WILLIAMSTOWN — Town voters approved by a wide margin Tuesday excluding the tax rate needed to pay for the $64.8 million Mount Greylock Regional High School project.
According to the official tally released just after 8 p.m., supporters outnumbered the opponents 2,226 to 351. A total of 2,583 ballots were cast out of 4,772 registered voters in Williamstown.
If the tax exclusion vote had failed, the 10-year effort to replace or renovate the 56-year-old facility would have to start from the beginning.
Lanesborough voters are set to vote on the debt exclusion proposal — which approves excluding the tax rate levied to pay for the project from the 2 1/2 percent tax increase limit — on March 15, and a "no" vote there would also doom the proposal.
Carrie Greene, chairwoman of the Mount Greylock School Committee, said she was surprised by the winning margin of the vote, but now the campaign will focus on the vote in Lanesborough.
"It's very gratifying," she said. "I was hoping for a resounding victory, and that's what we got. Now we move right on to Lanesborough — we have two weeks to clarify that there really is no other choice, and that a vote against this project is a vote against the region."
She said that if the failing high school building isn't replaced, it will affect the perception of quality of education in the region, which would hamper property values and the local economy.
The Massachusetts School Building Authority has pledged $33.2 million in state funding toward the cost of the $64.8 million project. The local share of the cost would be between $31.5 million and $35.3 million.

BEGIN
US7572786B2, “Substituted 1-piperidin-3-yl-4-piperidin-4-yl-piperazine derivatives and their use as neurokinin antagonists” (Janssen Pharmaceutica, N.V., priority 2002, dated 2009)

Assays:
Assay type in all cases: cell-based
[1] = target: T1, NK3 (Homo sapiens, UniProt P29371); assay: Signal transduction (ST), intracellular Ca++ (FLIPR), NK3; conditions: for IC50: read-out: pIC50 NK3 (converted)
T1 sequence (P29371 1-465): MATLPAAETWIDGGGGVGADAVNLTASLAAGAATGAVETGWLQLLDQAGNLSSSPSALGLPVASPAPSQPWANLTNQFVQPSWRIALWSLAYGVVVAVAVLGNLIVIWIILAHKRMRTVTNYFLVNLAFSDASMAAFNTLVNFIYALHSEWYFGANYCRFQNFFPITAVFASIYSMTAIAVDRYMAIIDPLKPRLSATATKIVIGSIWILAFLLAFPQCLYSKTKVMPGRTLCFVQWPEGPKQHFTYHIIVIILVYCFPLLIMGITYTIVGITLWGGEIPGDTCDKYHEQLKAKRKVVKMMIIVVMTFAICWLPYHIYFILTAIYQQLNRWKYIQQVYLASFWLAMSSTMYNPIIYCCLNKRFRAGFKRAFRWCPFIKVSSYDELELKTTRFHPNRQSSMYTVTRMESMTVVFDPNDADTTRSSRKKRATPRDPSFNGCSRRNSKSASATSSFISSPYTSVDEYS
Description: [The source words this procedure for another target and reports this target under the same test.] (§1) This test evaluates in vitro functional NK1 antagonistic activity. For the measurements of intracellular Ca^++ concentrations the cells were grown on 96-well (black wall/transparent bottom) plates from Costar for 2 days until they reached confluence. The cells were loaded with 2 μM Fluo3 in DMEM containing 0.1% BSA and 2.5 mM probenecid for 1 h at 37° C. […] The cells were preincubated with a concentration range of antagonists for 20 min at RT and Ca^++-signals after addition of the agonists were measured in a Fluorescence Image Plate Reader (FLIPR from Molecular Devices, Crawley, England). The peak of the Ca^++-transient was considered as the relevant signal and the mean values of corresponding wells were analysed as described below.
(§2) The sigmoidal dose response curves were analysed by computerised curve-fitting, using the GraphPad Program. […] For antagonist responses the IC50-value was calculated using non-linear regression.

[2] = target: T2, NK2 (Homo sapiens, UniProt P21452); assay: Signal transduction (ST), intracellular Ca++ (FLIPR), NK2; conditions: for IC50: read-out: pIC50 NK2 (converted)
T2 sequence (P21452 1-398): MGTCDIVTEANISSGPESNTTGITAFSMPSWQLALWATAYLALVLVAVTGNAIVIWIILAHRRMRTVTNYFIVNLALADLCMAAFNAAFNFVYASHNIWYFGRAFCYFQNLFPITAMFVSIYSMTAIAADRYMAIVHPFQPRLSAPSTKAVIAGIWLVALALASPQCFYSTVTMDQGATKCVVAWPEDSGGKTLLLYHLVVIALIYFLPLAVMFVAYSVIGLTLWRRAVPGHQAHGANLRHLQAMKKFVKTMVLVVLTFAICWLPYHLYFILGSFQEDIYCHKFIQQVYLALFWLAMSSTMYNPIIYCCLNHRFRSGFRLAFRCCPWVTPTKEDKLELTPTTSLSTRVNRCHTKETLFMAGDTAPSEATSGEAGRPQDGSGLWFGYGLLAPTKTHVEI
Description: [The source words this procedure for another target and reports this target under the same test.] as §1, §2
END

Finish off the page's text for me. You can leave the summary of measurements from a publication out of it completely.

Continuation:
Lanesborough taxpayers would be responsible for 32.3 percent of that local cost, or about $10.6 million, for an average annual tax increase of between $304 to $392.
Williamstown taxpayers would pick up 67.7 percent of the local share of the cost, or about $22.3 million, and face an increase in their average annual tax bill between $393 to $569.
The debt would be incurred by issuing bonds.
The building on Cold Spring Road was built in 1960, with an addition in 1972, when it served 1,200 students in 177,000 square feet of space.
Now, it houses roughly 590 students from Grades 7 through 12.
Aging HVAC systems, inadequate science labs and mold issues have been cited. The structure also suffers from periodic issues in major building systems including mechanical, electrical, plumbing, building envelope and windows.
In 2009 the locker room ceiling collapsed and the antiquated boilers had to be replaced. In 2013 school was closed for two days because the HVAC system was overwhelmed by heat and high humidity, which settled on the floors making for a slick, hazardous situation.
Officials said the cost of repairing the structure will keep getting more expensive, and the state will not share in that cost.
They also noted that with a new 133,000-square-foot building, energy costs would be cut by about 50 percent.